7.1.1 As I alluded before, I highly recommend using the term “device drivers” instead of just “drivers” to be more exact, otherwise the info is only half correct. This is because this applies only to getting data in and out of the virtual machine and does not apply to any other types of drivers.

7.3 How about that. Description is accurate although I don’t know if the author really understood the accuracy of what was written. Should use the word “paravirtualization” to neatly tie up the relationship of hardware CPU extensions and what paravirtualization is to make this fully clear.

7.4 Needs to make clear this section applies <only> to Xen which is a completely different architecture than any other (often referred to in its own way as Gen1 virtualization). Every other paravirtualization technology I know of uses the “other” fundamental architecture (often referred to as Gen2) (The Gen number is not necessarily an indication Gen2 is any more advanced, it’s just different). Besides not specifying Xen in the title of this section, at least the HTML docs place this on the same page as the previous KVM documentation.

13.0 I don’t think there is understanding of the Linux Bridge Device and its relationship with virtual networks. The documentation seems to simply assume that a virtual network will magically work with only its XML file definition, but that’s not true. The reader should be introduced to the Linux Bridge Device (possibly with existing, maybe expanded description of brctl) and that it is the fundamental device upon which <all> network connections of all types are made, not just the physically bridging configuration described.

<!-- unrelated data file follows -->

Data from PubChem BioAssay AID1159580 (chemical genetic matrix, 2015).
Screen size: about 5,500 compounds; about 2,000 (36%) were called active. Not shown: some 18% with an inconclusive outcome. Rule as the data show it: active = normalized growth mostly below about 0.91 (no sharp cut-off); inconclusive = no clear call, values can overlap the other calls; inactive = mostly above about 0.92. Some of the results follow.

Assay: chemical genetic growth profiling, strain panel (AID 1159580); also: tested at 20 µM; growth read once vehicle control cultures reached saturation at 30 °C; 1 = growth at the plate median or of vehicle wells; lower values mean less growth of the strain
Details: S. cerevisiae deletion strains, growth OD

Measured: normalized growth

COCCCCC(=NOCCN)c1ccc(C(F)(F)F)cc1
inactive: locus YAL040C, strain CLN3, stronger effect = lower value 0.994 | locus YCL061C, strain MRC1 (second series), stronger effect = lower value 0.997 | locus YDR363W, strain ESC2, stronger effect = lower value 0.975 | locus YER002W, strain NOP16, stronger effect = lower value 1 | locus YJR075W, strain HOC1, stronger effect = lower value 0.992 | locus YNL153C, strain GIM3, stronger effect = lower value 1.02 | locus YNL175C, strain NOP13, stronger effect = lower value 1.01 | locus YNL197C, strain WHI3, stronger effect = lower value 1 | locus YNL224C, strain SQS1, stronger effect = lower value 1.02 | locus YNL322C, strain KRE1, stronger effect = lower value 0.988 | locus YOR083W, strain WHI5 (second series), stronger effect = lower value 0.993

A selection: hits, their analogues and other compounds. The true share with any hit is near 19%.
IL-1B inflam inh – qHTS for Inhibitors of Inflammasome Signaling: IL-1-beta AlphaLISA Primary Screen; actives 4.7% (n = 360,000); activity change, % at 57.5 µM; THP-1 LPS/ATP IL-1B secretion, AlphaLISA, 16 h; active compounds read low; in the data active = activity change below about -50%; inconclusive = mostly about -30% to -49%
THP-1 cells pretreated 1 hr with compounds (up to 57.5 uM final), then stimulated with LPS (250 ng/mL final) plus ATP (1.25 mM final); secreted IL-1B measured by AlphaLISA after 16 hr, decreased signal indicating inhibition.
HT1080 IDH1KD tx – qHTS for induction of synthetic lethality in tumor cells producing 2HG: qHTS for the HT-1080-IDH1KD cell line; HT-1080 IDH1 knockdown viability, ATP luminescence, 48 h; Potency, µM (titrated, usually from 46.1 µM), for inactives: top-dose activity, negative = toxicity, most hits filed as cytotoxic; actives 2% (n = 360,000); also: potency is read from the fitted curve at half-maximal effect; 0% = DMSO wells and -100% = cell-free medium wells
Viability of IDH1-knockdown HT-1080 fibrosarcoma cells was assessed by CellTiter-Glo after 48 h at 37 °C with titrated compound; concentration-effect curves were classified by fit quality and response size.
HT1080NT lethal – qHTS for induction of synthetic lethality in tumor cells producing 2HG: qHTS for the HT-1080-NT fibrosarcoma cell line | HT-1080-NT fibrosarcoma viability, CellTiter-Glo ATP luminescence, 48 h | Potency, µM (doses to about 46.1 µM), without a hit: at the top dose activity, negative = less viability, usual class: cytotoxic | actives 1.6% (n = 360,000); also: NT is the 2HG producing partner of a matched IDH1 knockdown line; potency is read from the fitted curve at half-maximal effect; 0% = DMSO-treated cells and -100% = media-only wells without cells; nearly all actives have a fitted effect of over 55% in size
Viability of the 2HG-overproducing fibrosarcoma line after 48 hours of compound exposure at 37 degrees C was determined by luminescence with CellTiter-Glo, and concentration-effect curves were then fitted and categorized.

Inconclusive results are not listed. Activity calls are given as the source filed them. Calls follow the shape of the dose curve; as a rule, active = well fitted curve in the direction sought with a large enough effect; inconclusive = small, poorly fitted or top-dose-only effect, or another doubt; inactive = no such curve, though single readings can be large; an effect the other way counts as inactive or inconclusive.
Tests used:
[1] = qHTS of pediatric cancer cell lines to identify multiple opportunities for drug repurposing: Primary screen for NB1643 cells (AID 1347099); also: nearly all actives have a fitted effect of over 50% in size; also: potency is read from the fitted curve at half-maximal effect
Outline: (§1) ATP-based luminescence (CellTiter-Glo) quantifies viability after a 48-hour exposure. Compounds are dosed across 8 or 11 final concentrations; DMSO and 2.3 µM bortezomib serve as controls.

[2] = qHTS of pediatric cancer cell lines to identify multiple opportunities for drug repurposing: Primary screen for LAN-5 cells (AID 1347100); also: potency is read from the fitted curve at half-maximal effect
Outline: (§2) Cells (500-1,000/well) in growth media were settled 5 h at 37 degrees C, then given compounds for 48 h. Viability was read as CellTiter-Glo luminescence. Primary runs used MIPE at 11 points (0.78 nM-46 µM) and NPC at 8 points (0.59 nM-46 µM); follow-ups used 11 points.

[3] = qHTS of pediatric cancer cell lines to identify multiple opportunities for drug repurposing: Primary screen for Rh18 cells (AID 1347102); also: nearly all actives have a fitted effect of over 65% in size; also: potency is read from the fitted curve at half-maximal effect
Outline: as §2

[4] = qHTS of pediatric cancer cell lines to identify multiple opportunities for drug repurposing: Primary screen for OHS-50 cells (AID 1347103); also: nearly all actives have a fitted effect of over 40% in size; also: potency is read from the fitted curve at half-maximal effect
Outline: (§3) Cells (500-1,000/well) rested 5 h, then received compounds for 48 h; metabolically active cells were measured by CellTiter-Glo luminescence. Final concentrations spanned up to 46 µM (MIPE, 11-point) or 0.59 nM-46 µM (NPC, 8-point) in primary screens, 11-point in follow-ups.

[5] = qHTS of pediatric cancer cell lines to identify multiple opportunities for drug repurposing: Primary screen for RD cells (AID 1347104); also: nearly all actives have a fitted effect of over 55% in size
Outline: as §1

I’m sure that there is more that has to be evaluated, but that is as much as I can skim over for now… Again, I’m pretty certain that everything I’ve described can be more accurately found in the other references I provided earlier


A tiny update to my previous post when I mentioned how surprising to me that network interfaces would be controlled by cgroups…

Unless a new reference can be found, the web search hits I’m getting that I consider authoritative are describing network interfaces as controlled by namespaces and should be included in the cgroup of the container.

This is totally logical, and is not the same as setting up some cgroup specifically for a network interface(s).

I may still be surprised with a new reference somewhere…

Boy, these errors and omissions keep dribbling through my mind even after my previous skim this AM…

Another what I consider significant error/omission is that the existing documentation leads the reader to believe that libvirt is a must-use with KVM and suggests that virsh is the only way to manage KVM from the command line.

Of course, it’s also possible to use the “kvm” commands if the User wishes, and might be a significant option if libvirt somehow wasn’t functional.

Again, IIRC this is all available in the SLES KVM documentation I referenced…


For those who might come across this post which I consider a personal watershed in that it is the first and generally only detailed criticism I’ve posted about openSUSE virtualization documentation, technology has evolved slightly and the openSUSE documentation has as well (but not much).

Two years after this post,
I would suggest the following changes have happened…